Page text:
Hunting the Highs

Hunting the Highs

Life, much like the mountains of Kentucky, is full of highs and lows.  The lows, the winding roads that seem to take you no where.   The highs, the top of the ridge that offers you a breathtaking scenery.  The journey between the two is sometimes long.  The roads are rough and offer little enjoyment.  The ridges are narrow and often dangerous.  What is it then, that sends hunters down these roads, up the ridges, pushing our limits? What exactly is it that we are hunting?

I have experienced lows deeper than the coal mines beneath my KY mountains.  The lowest was in 2009, when I lost the foundation that my life was built on.  The one thing that I could always depend on for consistency, unconditional love and advice, my mother.  At nearly 25 years old, I wasn’t prepared to continue life without her guidance.  Hell, if we are being honest, I still ain’t.  Springtime brings me great sorrow.  While the world is awakening with new life, I mourn my loss because it was her most vibrant time of the year.  She loved to plant things, to watch them grow and to revive things that others were certain had past the point of resurrection.  Her greatness left me empty.  The void sent me searching for more, deeper within myself.

I had set out as hunter long before I had lost her.  But one of my most memorable hunts came the first season after losing her.  I had this encounter with a hawk.  To some, it was just a hawk doing what hawks do. For me, it was so much more. My mother had an obsession with birds of prey and this moment gave my heart so much peace.  It was like taking the first breath after having the wind knocked out of you.  That hawk began to free my from my sadness.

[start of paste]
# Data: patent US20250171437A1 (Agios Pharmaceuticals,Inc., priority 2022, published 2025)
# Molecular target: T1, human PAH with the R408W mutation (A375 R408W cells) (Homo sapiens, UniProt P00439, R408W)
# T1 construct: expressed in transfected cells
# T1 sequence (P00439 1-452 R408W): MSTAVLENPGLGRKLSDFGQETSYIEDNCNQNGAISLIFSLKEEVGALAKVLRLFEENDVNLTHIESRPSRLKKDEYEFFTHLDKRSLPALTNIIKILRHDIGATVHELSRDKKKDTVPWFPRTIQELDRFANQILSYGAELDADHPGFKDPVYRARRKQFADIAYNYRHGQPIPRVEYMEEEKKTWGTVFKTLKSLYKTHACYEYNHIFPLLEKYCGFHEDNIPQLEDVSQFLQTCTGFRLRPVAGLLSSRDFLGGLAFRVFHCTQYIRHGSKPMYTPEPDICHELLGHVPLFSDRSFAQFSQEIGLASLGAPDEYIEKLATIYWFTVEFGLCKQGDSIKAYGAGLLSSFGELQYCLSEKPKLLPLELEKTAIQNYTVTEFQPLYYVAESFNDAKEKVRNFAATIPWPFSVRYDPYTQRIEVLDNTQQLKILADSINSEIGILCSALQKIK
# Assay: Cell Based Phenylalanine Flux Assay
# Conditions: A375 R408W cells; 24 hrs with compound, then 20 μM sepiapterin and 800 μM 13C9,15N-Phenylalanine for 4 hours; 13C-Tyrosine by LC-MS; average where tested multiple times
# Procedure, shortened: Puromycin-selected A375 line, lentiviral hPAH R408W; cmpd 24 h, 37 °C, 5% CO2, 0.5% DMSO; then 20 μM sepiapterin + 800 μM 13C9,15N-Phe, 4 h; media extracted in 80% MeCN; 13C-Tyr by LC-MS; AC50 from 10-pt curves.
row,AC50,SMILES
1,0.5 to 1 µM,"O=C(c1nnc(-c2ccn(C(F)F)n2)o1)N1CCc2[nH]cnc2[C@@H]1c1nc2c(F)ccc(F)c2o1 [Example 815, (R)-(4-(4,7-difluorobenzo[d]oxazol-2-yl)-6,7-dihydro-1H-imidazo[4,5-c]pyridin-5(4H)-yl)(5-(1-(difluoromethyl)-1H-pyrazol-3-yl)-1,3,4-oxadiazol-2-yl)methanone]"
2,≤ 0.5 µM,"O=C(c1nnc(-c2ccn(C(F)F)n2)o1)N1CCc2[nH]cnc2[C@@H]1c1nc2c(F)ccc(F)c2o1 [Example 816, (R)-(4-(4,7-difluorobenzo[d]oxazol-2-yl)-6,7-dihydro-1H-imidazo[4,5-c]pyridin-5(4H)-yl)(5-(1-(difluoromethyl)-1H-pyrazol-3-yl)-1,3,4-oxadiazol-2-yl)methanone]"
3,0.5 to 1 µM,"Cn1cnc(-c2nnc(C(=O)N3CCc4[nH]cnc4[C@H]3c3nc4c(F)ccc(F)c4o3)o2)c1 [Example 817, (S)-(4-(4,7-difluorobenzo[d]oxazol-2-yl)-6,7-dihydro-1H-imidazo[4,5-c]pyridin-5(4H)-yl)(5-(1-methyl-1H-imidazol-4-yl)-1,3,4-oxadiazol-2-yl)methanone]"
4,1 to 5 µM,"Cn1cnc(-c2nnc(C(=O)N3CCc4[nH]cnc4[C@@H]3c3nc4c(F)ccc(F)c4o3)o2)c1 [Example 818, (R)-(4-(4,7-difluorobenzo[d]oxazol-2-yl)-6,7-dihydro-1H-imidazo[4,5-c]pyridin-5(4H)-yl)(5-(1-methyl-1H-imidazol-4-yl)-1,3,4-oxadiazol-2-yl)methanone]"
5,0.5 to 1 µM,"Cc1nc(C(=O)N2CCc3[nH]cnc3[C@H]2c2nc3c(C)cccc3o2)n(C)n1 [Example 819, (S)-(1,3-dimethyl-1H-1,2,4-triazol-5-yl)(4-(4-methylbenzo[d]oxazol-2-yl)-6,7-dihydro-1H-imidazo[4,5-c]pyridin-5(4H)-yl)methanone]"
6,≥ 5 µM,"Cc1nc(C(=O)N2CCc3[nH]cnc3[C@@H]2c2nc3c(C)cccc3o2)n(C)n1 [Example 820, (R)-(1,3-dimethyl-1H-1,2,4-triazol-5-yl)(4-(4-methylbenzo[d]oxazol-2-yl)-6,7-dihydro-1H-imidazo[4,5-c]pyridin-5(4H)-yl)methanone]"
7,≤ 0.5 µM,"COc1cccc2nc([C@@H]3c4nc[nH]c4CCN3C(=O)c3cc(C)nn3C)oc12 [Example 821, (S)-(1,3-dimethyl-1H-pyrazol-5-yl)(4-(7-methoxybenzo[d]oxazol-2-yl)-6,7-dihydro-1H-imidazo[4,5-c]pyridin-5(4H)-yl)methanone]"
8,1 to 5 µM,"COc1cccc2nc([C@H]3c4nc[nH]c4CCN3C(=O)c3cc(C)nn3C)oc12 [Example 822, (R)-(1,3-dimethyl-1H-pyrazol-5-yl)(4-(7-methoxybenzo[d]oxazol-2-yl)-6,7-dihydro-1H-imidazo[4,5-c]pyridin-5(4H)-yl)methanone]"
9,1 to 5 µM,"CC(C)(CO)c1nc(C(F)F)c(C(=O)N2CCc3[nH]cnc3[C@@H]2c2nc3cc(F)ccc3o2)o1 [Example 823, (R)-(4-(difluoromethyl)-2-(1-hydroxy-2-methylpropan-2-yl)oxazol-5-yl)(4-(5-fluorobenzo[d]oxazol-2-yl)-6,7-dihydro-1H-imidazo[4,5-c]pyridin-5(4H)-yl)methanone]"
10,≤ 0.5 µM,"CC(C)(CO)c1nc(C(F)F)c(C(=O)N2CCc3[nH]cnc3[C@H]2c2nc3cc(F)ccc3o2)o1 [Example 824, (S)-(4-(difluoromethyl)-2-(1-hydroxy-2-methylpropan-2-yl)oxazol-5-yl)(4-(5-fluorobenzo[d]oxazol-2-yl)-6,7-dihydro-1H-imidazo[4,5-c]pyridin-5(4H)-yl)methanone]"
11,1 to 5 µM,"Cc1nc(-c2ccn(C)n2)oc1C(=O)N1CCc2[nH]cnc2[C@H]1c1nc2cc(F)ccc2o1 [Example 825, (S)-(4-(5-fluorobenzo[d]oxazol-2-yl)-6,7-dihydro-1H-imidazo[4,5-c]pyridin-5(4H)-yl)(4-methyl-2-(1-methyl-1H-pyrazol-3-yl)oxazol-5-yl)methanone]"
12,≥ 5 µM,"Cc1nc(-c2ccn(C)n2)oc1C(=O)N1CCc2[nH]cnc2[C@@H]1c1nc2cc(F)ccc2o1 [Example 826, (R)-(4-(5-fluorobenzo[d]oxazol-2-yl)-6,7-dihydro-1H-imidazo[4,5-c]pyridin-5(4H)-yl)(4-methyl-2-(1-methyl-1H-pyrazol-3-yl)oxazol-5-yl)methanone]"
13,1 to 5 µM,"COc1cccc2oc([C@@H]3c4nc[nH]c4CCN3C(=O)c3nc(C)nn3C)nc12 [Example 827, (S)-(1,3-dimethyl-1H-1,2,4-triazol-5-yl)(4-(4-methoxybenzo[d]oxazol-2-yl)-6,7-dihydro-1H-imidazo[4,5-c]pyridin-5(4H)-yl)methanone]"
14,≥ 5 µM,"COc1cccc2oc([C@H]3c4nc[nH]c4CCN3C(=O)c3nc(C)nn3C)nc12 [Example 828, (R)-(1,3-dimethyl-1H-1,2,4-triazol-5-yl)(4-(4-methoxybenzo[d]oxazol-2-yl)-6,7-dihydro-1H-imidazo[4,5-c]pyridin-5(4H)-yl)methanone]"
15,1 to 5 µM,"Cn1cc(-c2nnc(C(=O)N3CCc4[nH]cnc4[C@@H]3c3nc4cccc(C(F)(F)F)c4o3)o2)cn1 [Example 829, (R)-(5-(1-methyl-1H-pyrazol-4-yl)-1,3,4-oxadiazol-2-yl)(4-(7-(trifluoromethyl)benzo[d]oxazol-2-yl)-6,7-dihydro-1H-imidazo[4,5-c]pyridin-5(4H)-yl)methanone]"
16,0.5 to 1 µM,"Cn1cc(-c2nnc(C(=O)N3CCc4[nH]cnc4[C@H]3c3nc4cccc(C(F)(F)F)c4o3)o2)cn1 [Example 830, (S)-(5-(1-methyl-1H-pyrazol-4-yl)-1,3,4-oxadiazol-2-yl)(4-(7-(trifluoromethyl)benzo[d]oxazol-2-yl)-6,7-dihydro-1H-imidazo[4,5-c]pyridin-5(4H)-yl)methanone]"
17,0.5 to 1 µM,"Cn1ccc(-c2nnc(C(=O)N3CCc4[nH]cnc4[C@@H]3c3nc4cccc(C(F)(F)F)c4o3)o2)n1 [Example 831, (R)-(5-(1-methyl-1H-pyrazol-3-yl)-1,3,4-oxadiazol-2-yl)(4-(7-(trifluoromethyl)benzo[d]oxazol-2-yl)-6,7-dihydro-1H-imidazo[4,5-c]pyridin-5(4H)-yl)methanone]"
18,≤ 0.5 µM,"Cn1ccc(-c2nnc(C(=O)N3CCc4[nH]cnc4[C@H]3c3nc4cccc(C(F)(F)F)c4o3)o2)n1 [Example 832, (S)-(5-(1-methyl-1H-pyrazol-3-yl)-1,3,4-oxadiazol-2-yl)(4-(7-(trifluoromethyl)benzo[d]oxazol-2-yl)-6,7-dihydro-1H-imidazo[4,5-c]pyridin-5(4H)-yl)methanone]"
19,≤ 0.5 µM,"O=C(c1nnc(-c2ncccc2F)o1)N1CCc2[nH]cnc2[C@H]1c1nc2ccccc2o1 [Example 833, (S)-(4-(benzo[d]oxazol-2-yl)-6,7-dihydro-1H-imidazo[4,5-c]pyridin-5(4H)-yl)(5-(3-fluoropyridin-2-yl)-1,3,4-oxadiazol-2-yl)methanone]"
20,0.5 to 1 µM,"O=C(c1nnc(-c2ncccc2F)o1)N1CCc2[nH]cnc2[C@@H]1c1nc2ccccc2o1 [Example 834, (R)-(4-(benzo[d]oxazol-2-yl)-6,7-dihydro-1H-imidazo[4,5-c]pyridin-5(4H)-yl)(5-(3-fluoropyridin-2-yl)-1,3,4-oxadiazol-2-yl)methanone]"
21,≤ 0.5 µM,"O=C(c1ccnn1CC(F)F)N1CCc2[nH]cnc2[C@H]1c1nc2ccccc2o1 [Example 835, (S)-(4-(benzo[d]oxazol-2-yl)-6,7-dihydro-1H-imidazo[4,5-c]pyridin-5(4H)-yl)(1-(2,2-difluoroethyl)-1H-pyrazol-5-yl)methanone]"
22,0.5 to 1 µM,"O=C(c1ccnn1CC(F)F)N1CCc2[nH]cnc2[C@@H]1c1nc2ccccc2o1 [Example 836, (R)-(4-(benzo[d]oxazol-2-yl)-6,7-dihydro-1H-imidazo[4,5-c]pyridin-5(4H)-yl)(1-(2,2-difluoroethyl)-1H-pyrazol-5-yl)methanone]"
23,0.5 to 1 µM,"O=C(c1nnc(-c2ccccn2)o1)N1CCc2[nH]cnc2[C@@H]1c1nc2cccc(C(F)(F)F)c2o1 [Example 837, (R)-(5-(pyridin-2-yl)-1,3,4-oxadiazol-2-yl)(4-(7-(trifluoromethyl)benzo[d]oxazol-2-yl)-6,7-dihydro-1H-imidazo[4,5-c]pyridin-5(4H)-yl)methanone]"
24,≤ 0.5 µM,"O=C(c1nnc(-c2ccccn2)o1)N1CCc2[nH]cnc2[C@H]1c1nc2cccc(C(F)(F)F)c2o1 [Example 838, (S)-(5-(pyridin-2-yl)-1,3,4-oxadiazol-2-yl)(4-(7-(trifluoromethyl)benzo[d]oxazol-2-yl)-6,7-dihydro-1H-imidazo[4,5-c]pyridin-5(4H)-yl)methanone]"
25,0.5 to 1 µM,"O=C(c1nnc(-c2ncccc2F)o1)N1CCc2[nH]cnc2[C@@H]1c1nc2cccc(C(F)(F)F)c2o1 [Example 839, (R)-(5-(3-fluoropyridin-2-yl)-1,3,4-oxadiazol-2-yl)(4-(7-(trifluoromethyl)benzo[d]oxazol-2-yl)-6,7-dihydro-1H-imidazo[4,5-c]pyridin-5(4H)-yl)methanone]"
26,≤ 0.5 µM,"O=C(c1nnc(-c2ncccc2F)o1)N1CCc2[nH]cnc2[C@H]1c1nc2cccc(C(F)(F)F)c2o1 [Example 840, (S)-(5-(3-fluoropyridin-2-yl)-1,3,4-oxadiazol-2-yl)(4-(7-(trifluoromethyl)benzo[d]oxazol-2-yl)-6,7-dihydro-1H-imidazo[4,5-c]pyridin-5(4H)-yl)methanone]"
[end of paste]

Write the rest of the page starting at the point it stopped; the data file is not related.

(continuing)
And there’s always the harvest high.  Anytime you hunt and are successful, there’s this rush of emotion.  The adrenaline, that begins when the animal moves in and pounds in every vein as you ready your shot.  The roll of emotions, happiness and sadness, fear and anticipation, that follow the shot.  And the recovery brings satisfaction, pride and completion.  It all happens quickly and can be exhausting once it has subsided.  An unsuccessful hunt also has its course of emotions, be it the disappointment of coming home empty handed or the replay of a shot opportunity gone bad.  You walk out of whatever terrain you are hunting, feeling something.

All too often, I become very robotic with everyday life.  Wake up at the same time everyday, drop off kids, go to work, pick up kids, cook dinner, go to practice, bedtime. Blah, blah, blah.  Its boring, routine and weighs heavy on my adventurous spirit.  Its hard to have experience anything other than stress and aggravation on the daily grind.  So when I escape to the woods, even just to check trail cameras or fill feeders, I try to soak it all up like a biscuit in gravy.

In the fall, nature resets herself.  Like autumn, we all need a way to renew ourselves.  In my time of deepest despair, I found my solace in the ridges.  I’ve found my serenity in the mountains. And I have found peace in the journey between the lows and the highs.  I hunt so much more than large game. I am hunting myself, to find out what I am really made of and how far I can push the limits.  I am hunting the emotions, to feel what everyday life steals from me.  I am hunting for the highs, for the moments no one can take from me.  What is it you are hunting?

Erin Stump

Wife. Mom. Wildlife Women.

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